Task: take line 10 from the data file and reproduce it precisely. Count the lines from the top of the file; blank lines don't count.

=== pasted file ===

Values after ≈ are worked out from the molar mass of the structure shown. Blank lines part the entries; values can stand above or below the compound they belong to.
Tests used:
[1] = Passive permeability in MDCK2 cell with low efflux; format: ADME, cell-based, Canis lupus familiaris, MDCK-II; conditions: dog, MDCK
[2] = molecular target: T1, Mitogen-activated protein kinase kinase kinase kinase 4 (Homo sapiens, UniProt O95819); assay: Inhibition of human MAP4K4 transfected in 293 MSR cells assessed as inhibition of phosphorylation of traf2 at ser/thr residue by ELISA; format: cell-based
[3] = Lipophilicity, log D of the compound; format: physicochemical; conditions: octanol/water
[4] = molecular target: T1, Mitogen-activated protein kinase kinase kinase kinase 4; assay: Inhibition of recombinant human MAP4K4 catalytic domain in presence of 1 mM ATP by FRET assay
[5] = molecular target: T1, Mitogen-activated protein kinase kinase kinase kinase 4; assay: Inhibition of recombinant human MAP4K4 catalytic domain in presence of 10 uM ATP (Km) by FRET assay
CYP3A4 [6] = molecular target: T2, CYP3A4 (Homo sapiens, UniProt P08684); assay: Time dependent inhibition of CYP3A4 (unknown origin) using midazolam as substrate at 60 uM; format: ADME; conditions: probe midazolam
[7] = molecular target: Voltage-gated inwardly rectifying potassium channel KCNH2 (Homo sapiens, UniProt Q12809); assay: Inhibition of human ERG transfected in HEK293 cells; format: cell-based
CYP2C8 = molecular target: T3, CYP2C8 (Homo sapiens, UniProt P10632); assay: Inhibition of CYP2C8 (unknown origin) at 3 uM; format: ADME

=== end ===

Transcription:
CYP2C8 = molecular target: T3, CYP2C8 (Homo sapiens, UniProt P10632); assay: Inhibition of CYP2C8 (unknown origin) at 3 uM; format: ADME